San Francisco Night Engagement Session #2: Lydia and Mike

Lydia and Mike weren't sure where they wanted to do their E session...until they saw Karen and David's E pics on my blog. They loved them, and wanted to do something similar. But, every couple has a different feel, and no two are alike.

We started off in the Mission, planning to shoot a bit in a pie shop since it was Lydia's birthday, and I thought a birthday cake and candles would be a nice starting point. But no one thought to bring candles, and the shop was kind of small and packed, and it's usually a bad idea to start off an E session in a busy place anyway (makes the couple more nervous if they are not used to being photographed, as they feel like a spectacle). So we shot pics of the couple feeding each other banana cream in a little alcove down the street, and then got up to start walking around the neighborhood, which is when I noticed this cool sign:


Mike has that punk rock wall-lean thing completely down. I always used to try it myself when waiting for the Subway but could never get my leg up high enough to look cool.

Most of the shoot took place in and around mission dive bars like the 500 club and the Elbow Room...but as usual the best shots came from little places that just caught my eye as we walked around.




Finally we ended up in Muni, and I was psyched to try a blurred train shot or two. I'm surprised how nice I was able to get the color of these shots in post, given the horrible florescents that are everywhere underground.


Lydia and Mike wanted a shot of them jumping the turstiles, as a finale. I have about 6-7 images of the entire course of the jump, taken within a second or two, but so far I like this one best.


Angela Gail Banchi, my friend and fellow photographer, was kind enough to be my official light schlepper when my regular assistant was not available. She was a trooper, especially in light of the fact that the shoot was again approaching 4 hours in length. In my defense, most of my E sessions don't pas 90 mins and if the couple begins to look bedraggled, then we end it...but Lydia and Mike seemed to be right there with me the whole time.

After we dropped them off at 11PM, Angela and I stopped for food at the one restaurant in the Mission that was both still open and not a taqueria, and then headed back over the bridge for home.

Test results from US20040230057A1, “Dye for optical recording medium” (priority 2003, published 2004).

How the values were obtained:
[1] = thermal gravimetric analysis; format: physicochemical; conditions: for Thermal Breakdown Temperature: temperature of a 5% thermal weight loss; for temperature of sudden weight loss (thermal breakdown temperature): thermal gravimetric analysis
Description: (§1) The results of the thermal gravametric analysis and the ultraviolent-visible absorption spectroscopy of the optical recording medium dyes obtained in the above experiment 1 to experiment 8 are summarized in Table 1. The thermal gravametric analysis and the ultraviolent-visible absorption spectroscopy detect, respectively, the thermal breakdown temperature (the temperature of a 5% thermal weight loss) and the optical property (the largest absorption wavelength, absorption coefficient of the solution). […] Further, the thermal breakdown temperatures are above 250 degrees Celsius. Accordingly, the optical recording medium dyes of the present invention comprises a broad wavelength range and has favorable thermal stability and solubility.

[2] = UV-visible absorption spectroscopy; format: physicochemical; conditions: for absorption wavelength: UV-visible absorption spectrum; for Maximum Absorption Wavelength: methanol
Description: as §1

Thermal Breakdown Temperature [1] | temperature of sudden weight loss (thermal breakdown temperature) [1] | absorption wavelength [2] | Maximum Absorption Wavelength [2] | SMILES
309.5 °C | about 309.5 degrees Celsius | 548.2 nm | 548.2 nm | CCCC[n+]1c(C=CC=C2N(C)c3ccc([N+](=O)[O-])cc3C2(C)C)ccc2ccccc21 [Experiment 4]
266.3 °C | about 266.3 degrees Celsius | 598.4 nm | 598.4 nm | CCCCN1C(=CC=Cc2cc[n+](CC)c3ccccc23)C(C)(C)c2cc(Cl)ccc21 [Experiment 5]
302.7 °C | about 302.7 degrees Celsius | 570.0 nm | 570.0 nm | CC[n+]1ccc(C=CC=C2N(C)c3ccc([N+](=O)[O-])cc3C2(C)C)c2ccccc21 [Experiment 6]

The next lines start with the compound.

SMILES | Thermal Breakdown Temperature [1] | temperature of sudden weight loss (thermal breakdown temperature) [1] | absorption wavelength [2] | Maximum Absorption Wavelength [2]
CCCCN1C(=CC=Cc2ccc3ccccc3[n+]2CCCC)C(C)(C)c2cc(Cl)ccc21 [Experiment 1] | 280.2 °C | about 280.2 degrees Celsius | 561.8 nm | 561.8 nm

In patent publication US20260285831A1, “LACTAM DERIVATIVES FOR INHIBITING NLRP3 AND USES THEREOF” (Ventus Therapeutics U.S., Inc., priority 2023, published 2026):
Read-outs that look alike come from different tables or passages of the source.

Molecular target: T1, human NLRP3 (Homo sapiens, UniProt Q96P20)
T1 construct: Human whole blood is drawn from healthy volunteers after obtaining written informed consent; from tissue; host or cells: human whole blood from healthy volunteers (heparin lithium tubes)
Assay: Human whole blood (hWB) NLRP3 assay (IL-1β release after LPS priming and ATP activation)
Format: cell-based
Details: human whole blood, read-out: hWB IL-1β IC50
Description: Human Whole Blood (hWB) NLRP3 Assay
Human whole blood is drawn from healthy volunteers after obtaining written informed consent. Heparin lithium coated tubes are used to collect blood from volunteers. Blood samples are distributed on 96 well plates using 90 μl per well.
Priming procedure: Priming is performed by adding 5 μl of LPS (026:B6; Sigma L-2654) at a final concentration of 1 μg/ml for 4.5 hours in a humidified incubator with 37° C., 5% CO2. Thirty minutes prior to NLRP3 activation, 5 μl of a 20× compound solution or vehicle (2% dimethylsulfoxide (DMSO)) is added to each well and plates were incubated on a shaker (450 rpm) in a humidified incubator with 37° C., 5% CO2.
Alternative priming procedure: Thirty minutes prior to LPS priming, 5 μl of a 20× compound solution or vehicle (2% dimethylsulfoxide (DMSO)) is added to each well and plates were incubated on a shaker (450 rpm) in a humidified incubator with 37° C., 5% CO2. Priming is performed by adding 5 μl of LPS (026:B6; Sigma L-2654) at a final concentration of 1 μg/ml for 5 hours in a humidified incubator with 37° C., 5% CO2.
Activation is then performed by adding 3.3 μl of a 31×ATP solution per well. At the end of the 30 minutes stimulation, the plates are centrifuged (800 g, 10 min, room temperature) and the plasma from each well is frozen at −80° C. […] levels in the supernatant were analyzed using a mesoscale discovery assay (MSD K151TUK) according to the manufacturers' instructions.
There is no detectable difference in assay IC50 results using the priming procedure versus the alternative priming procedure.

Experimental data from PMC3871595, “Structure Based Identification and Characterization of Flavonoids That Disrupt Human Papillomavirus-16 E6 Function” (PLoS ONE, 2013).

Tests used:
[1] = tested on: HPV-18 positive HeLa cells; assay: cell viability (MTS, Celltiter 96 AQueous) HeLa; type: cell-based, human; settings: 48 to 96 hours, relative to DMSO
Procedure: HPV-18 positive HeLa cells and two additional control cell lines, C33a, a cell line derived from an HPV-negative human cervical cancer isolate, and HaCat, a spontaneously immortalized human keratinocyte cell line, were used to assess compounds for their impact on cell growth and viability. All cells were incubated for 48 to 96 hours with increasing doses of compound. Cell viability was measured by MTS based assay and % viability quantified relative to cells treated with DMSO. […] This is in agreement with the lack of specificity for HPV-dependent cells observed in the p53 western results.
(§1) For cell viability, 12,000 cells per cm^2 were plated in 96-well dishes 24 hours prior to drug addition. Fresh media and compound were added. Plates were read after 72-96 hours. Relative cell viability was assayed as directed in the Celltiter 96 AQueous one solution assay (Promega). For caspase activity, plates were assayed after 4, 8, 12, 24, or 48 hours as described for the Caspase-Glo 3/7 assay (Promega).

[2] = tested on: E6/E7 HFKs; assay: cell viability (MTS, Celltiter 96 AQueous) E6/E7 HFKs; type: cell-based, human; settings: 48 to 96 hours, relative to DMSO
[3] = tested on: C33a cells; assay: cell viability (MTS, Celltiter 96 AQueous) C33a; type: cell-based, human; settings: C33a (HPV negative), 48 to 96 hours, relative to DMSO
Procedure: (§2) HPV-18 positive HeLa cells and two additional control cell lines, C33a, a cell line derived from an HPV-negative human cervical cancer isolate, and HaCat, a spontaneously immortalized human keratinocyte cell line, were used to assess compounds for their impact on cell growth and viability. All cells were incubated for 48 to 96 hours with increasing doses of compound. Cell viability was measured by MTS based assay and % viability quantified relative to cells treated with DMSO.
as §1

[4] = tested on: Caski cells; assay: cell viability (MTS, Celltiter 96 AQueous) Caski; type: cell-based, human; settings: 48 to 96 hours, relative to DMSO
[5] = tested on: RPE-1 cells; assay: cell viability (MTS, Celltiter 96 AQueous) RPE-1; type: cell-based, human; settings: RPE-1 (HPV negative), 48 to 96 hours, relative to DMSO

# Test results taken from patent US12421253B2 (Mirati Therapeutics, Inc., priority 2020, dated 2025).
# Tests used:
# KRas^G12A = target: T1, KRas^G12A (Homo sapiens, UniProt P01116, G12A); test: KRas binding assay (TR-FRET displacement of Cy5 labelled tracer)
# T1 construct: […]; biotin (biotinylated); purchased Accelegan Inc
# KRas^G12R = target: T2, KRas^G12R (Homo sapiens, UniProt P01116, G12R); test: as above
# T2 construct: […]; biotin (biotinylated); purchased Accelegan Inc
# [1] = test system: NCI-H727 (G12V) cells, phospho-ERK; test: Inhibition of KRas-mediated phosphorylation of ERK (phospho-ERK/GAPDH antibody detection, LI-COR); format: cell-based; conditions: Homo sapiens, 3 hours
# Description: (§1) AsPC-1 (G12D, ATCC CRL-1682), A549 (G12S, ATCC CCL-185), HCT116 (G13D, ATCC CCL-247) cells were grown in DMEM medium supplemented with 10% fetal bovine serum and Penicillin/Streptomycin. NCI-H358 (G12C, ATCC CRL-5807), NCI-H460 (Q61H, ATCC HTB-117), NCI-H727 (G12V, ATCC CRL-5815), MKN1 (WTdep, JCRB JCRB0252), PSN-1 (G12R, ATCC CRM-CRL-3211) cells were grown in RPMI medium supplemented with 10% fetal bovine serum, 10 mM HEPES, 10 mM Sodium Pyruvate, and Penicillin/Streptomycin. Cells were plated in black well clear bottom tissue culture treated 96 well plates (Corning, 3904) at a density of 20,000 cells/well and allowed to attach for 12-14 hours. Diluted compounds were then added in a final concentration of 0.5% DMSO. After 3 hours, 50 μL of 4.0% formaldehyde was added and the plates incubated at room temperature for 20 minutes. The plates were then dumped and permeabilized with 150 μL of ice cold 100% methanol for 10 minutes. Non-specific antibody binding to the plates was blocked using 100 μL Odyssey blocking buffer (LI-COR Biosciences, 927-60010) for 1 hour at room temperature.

Two recent baby shoots

Both of these youngsters are between 9-12 months of age. Boy can they move! Nothing at all like shooting newborns.

Baby Elle alone and with mom Lisa;









Baby Ishan with mom Rupam







with dad


big sister Ayesha


affecting boredom as only a 4 year old can...

Technical notes: I usually start out the session by photographing the baby on a neutral background...either white seamless or black cloth works nicely. This gives us a lot of really nice, clean images we can use for announcements, holiday cards, etc. and it works no matter where we are shooting or what the location looks like. I shoot with my Qflash in a medium (24x36) recessed softbox, for soft directional light that wont bounce all around the room.

We will normally take some shots "au naturel," and some with baby in various states of dress. Overall I am looking for natural expressions, personality, and not needing (or expecting) the baby to stay still. I let the parents play games with baby or use a noisy toy to get him/her to look towards the camera once in awhile. If the baby is quiet for a moment, I take the time to shoot details of the hands and feet, along with some more solemn images of the baby herself. Newborns and the very young may be photographed sleeping or lying/sitting semi-awake. It is important to start shooting shortly after feeding time, when the baby is relaxed and content.

From there it's time to bring mom and/or dad in, and this is where we start to capture more of the interaction between them and baby. I love it when the home has a large window to backlight the parents with, and a nice couch or chair that helps focus the composition on the baby and parent. I tell the parents to just cuddle and play with their child, to forget that I'm there.

After a few minutes of this the older babies will usually get a bit fussy, from being held down and focused on for so long, and may need a break. If he/she seems ok to shoot again after 10-15 mins, then we can put baby on the floor and let him crawl around a bit and play with toys in a more active way. This is a good time to get environmental portraits.

Finally, if there are older children to be photographed, the baby's break time is a good time to do it. Younger kids will want their own time in front of the camera, and they are more likely to share the spotlight later for family portraits if they get it. It's very important to notify the parents that you don't need them to tell their children to smile, or to order them around in any way. Younger kids especially don't know how to fake a smile, and when they try they usually end up looking constipated. :) It's enough to just talk to them, and let their natural happy expressions come out when they talk about something they like.